I’ll hold daily standups with myself–reviewing my board and addressing whether I completed the tasks I said I was going to complete the day before, and stating what I’ll be working on that day.
I’ll repeat that every day.
On Saturday, I’ll do my sprint review–demonstrating the quality(ies) I executed on during that sprint. After that, I’ll spend a few minutes retrospecting on how I did with my effort, what worked well, what tripped me up, and what things I can do to make this process work better.
Based on my previous experiment, I recommend a blend of improvements so that you do not begin to feel obsessive about one part of your life–balance is important. Maybe that is a lesson to take back to your development teams as well–or at least ask the question: “Does working in the same area of code or on the same application exclusively wear you down?”
Last time I tried this experiment, I focused exclusively on my spiritual well-being. Daily standups became more like prayer–which was great. Sprint demonstrations, however, became tricky because they were so intentional that they felt like they lacked sincerity. And as I mentioned earlier, some of the “features” I took on were way bigger than what could be accomplished in a week. Prioritization became a struggle. Defining “acceptance criteria”–complicated. That, by the way, is a whole book in-waiting–currently spread between multiple notebooks, sticky notes, and bar napkins. Watch this space for more on that.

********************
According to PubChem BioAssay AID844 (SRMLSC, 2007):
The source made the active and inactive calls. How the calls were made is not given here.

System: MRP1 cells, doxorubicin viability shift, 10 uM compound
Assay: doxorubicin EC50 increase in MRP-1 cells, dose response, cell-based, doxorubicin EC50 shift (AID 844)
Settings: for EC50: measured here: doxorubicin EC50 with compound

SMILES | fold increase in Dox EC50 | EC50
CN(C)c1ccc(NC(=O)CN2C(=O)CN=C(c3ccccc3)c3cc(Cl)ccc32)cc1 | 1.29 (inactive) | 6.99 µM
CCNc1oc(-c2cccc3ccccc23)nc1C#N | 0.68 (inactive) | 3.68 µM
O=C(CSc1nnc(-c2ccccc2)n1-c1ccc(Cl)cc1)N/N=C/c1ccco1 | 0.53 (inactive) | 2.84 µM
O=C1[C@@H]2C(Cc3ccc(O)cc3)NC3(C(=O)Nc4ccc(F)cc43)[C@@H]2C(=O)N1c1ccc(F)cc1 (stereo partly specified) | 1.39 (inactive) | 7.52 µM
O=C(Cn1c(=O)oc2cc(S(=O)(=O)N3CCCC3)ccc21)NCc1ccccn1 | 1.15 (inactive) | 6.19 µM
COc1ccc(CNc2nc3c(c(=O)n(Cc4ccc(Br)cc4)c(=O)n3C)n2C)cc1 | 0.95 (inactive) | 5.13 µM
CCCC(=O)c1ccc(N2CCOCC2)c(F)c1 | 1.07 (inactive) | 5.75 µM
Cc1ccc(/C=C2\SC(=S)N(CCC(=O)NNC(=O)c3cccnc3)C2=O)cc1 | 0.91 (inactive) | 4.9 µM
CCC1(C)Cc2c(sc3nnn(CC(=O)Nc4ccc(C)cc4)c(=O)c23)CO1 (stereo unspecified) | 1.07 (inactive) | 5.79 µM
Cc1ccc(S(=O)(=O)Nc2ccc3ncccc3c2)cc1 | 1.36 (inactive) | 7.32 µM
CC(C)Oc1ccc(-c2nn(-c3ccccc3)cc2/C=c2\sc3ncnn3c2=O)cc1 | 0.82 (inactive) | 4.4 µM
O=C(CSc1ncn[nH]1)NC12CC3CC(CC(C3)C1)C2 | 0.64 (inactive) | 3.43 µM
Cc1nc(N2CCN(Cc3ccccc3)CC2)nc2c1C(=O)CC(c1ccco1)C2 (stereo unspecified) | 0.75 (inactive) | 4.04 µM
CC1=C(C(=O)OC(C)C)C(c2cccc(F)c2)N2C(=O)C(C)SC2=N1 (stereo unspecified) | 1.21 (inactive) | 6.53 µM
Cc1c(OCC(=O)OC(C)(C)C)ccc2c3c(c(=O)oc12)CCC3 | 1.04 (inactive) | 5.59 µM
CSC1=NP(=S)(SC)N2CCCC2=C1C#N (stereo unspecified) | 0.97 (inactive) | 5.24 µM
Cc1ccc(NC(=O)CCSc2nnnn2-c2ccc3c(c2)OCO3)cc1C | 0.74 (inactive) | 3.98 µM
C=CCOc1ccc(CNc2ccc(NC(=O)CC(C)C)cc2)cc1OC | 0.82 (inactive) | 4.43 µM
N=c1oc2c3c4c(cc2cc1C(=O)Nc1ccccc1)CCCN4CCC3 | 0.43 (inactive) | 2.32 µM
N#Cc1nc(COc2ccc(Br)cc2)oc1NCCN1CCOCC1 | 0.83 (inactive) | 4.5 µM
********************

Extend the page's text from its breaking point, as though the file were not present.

In any case, let’s try this experiment. My intent is to give this 8 weeks at which point I’ll stop and enumerate what was achieved. In the comments section, I’ll list out the things I am targeting for the week–Just a bullet item. I invite any readers to do the same. Each week, I’ll indicate success or failure–i.e. If I had to split a story or if I picked up new work. I may add a note about something I’m trying based on my retrospective. Again, I invite readers to do the same. At 4 weeks, I may write a post on the overall experiment.
What I hope from any of my readers is to hear your progress or observations about your own experiment.
3 thoughts on “Let’s Do An Experiment!”
Hmmm……. interesting…… would be cool if you include a glossary, too, for those of us who are lone wolf research programmer script kiddie types. Not sure how my life would look if I modeled MY personal development on the way I program (which I call externally-forced procrastination… “WE NEED THIS IN A WEEK. DO IT!!!” followed by 4 days of round-the-clock coding, a day or two of testing, and implementation. 🙂
Thanks for the suggestion! here you go
Acceptance Criteria: The “What am I looking at when this is completed to an acceptable level?” (usually) a bulleted list of things that exist that satisfy solving the user story’s problem statement. Frequently tasks are a natural offshoot of the acceptance criteria but multiple tasks may be required to accomplish one acceptance criteria. (A single task that satisfies multiple acceptance criteria is a developer having a really great day)